This form of gardening establishes a direct connection with nature within the imposing walls of large cities
When he puts down his brushes, tired of redefining the rugged and lush contours of Haitian nature, Pascal Nerisier tends to his garden right in the upscale commune of Pétion-Ville.
On a small plot about 26 meters long and 6 meters wide, the painter and illustrator, known as Paskö, grows a variety of vegetables, green citrus, squash, fruit trees and shrubs, sweet potatoes, medicinal plants, and aromatic herbs for his consumption.
This form of gardening is gaining followers in several major cities in Haiti, in a context where the National Food Security Coordination (CNSA) reports that half of the country is affected by food insecurity.
The practice, which requires minimal space, is called « urban agriculture, » according to agronomist Jean-Luc Saint-Pierre, program coordinator at the Promotion for Development (PROMODEV).
According to the professional, this form of agriculture aims at sustainable development. It has become widespread worldwide with the increasing urbanization of cities, and in Haiti, « it gained momentum starting in the 1980s, » he adds.
Each urban farmer has their own story.
In Paskö’s courtyard in Pétion-Ville, rabbits purr amidst the clucking of chickens. It’s a familiar world for the artist, who has been practicing agriculture in his courtyard in Pétion-Ville for nearly five years. This passion followed him during his ten years in France, and he enthusiastically resumed it around three years after his return to Haiti in 2014.
Agronomist Arlan Lecorps got involved in urban farming through his profession. Urban agriculture was « recommended » by food organizations following the January 12, 2010 earthquake in Haiti « in order to free people in displacement camps from their dependence on foreign humanitarian aid, » Lecorps reminds AyiboPost.
Two years ago, the professional created his own urban garden on the roof of his house in Delmas. He used about twenty car tires filled with soil and compost to cultivate sweet potatoes, fruit trees, various vegetables, and aromatic plants. « It’s a way for me to occupy myself during my free time, » Lecorps maintains.
According to the agronomist, gardening has therapeutic benefits.
« Gardening requires physical effort that is beneficial for health, » explains Lecorps. « And mentally, we get satisfied by having accomplished something, » he adds.
In September 2023, the majority of the Haitian population faces acute food insecurity. In this context, growing food at home can be helpful.
This is one of the arguments raised by Frantz Brizard, a former sociology student at the Faculty of Human Sciences.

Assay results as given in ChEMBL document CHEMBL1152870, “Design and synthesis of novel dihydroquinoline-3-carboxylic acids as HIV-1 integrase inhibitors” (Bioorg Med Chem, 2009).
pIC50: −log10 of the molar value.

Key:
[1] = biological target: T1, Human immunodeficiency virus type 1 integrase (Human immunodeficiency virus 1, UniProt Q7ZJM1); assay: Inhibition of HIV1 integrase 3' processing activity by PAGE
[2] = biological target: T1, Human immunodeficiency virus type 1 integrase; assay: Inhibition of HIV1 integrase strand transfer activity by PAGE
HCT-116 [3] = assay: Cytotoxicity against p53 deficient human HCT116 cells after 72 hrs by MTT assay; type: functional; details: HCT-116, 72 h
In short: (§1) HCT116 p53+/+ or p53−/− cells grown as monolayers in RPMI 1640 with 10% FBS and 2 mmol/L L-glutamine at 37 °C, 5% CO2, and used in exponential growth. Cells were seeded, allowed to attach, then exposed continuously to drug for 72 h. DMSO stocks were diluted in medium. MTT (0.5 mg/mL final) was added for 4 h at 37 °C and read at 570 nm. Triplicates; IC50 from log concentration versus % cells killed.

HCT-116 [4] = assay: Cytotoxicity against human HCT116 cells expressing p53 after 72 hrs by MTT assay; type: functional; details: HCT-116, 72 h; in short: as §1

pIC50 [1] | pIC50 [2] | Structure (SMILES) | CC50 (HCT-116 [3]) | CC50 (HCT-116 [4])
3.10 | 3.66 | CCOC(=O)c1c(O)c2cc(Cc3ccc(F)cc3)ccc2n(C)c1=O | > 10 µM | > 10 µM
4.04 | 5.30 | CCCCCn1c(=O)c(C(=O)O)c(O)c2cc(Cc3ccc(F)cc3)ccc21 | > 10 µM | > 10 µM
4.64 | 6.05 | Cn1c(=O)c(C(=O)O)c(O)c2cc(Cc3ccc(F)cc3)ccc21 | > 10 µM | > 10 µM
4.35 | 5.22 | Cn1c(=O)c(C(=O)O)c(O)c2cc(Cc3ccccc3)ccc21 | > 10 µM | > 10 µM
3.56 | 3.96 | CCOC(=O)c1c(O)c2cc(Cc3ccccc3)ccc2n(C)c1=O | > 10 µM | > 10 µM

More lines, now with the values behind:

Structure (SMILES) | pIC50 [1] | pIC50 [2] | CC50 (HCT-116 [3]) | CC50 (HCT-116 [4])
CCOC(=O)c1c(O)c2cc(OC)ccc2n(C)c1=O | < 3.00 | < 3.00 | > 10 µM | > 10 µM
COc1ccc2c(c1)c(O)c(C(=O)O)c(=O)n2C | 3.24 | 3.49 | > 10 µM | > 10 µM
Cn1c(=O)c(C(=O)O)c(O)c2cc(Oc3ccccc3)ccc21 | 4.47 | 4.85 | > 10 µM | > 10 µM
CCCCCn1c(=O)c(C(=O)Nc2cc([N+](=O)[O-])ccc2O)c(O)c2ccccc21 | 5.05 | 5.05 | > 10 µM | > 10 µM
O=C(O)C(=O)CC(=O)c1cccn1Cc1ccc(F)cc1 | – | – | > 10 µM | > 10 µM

The native of Thomonde sees agriculture as a « weapon against food insecurity and Haiti’s dependence on foreign countries [for food production]. »
The young man started his garden during the lockdown period in 2020 in Santo, in La Plaine. In his courtyard of about 150 to 200 square meters, he practices vegetable cultivation.
According to Brizard, this covers a significant portion of his basic needs. Since it generally requires less harmful chemicals, it allows him to contribute to protecting the environment while safeguarding his health.
Cassanuela Damus is a fourth-year agronomy student. She started her garden in Clercine in 2020 to be able to practice her profession in a secure environment since the practice farm available for students at her university is located in a high-risk area for kidnapping.
Damus cultivates vegetables and produces fruit tree seedlings that she sells.
« On a qualitative level, the produce from an urban garden is much healthier than that of most rural gardens, which are often exposed to various types of agrochemical residues, » Damus rejoices.
Urban agriculture establishes a direct connection with nature within the imposing walls of big cities.
James Vergneau, known as Rebel Layonn, is a singer, songwriter, and yoga teacher. He has been practicing urban agriculture for nearly eight years in Delmas 95.
Rebel Layonn produces all kinds of vegetables and fruit trees. He uses composting and organic manure.
Layonn also maintains about three beehives at his home. « I generate some of my food, so I don’t depend entirely on supermarkets, » says Rebel Layonn.
Many urban agriculture enthusiasts emphasize ecological values by practicing recycling, notably.
Rebel Layonn practices agroforestry. He regrets that the human species « neglects its interdependence with nature. »
English translation by Sarah Jean.
Cover image : Pascal Nerisier highlights the nutritional values and fertility of soil at his home in Pétion-Ville in September 2023. | © Jean Feguens Regala/AyiboPost
Discover our special AyiboLab program conducted in June 2023 with James Vergneau, also known as Rebel Layonn, who has been a vegetarian for about 25 years :
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